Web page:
posted on Mar, 25 2009 @ 01:35 AM
Originally posted by AllTiedTogether
I get where your going with this Chad, but you fail to see the logic in it. You are expecting a statement from someone who services fuel for aircraft
to tell us he gets fuel on his hands and then we decide if its possible or not.
It's quite logical actually, minor fuel spills are quite common it seems, so there is a very good chance that there will be contact on many people at
many airports all over the world.
First of all, you'll need lots of scientific evidence before you can use that as proof... How many hours has he been expose, has there been any
accident reports filed on it? He should be wearing gloves for one thing... so his failure to do so would probably work against this... Come to think
of it I think most fuel service people, even those that fuel homes tend to wear gloves to prevent this. I'm not disputing the fact that maybe this
didn't happen but just because you have someone having touched the fuel doesn't mean that something will automatically happen and if it doesn't
happen then he didn't touch it. Not sound logic to me... Now if you have multiple sources then that would possibly prove the point if they were
shown to be within reason. I mean they don't play in this stuff.
Scientific evidence of what? Fuel spills?
Why doesn't the OP provide scientific evidence of his theory?
Everything he's used as evidence has been easily explained as normal by several different people.
As for my theory, you want multiple sources of fuel spills?
Jet fuel spills at Sea-Tac airport
About 2,400 gallons of jet fuel spilled from a plane at Sea-Tac Airport when mechanics broke a valve on the plane's wing.
Airport spokesman Perry Cooper said the mechanics were working on a Hawaiian Airlines 757 at Gate B-5 around 2 a.m. when the valve on the left wing
was damaged, leading to the fuel spill.
During refueling or maintenance, spills of five or 10 gallons can occur, but a fuel spill of this size is atypical, Cooper said.
"It was a pretty significant spill," he said.
10 Thousand Gallons of Jet Fuel Spills At Sioux Falls Airport
Airport fuel spill contaminates water
Aviation officials in Sioux Falls spent most of the day cleaning up after a massive spill of jet fuel overnight. It happened at the fuel tank farm
located north of the airport terminal. It happened because an employee forgot and left a fuel valve open.
Up to 1,5-million litres of jet fuel worth about R8-million have gushed out of a faulty pipe at OR Tambo International Airport, contaminating
groundwater and killing off fish and birdlife.
Tuesday's spillage was the second in two months and the third since last year.
I could go on but you get the idea I hope.
Your reasoning does not explain away the OP proof but yet shows the level of distraction that comes from the opposite side of the camp.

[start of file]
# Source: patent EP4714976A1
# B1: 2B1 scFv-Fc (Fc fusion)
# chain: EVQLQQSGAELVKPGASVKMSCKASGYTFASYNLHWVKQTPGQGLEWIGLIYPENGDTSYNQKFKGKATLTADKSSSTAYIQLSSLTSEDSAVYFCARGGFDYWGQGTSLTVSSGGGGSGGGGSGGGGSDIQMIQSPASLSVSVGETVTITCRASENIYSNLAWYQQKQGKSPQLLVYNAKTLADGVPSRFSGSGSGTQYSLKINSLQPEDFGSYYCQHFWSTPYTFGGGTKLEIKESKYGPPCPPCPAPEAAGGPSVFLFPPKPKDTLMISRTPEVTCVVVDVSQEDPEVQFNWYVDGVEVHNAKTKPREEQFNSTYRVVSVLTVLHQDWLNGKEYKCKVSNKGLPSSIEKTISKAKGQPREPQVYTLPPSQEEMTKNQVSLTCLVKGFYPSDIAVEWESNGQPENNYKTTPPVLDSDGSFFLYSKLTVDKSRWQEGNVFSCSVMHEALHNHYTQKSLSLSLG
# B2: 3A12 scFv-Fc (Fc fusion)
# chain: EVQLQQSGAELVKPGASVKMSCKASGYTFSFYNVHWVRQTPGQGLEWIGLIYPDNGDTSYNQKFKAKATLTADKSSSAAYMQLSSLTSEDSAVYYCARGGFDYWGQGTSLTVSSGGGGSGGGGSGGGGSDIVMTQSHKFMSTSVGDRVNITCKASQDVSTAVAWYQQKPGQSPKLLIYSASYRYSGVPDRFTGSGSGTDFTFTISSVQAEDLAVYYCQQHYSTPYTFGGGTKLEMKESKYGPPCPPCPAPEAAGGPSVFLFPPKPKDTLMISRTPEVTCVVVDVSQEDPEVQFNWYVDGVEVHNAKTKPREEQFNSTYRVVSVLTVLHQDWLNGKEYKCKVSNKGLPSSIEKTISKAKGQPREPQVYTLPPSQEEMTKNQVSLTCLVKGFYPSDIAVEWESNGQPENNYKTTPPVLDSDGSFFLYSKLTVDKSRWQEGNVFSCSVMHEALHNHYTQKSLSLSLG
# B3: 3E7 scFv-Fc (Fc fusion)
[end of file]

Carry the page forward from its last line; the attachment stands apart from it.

My reasoning is that there are a lot of people who will come in direct contact with the fuel before it ends up in the plane. So it IS logical to
explore that avenue, I'm sorry if you don't believe it should be explored, but a logical thinking person would.
Yes he is fine and is able to type and read your text and pump fuel. Without knowing the exact nature of the chemical mixture that is being applied
to the fuel we will never know how these sicknesses occur. The spraying from the aircraft could be linked with what the person eats or drinks or be
linked to vaccines. It could be multiple aircraft spraying different chemicals that react when mixed in the atmosphere.
The OP left little for questions as to proof as it was well documented and now it appears some are grasping for anything to lesson the proof.
Not gonna happen...
That's the problem with this whole theroy, we do know the exact nature of the fuel, and there are methods to test the fuel at any stage as well.
Such as this product:
HY-LiTE® Jet A1 Fuel Test
For rapid detection of microbiological contamination
in jet fuel tanks and distribution systems
Microbiological contamination in fuel and fuel systems can lead to operational problems (e.g. clogging of fuel
filters/fuel lines, corrosion of tank linings/walls), as well as compromising the fuel quality itself (acidity/corrosivity and water separability).
Good “house-keeping” (including regular draining of water from wing-tanks) will reduce the risk of heavy
contamination levels, but IATA additionally recommends testing all wing tanks for microbiological
contamination at least every 12 months (more frequently for high risk operations like tropical climate/short haul flights) and treatment of any
heavily contaminated tanks by biocide and/or cleaning.
Or you can get it tested in a lab, like this place:
Honestly, there's nothing stopping a discerning person who has access to jet fuel to get it tested is there?
[edit on 25-3-2009 by Chadwickus]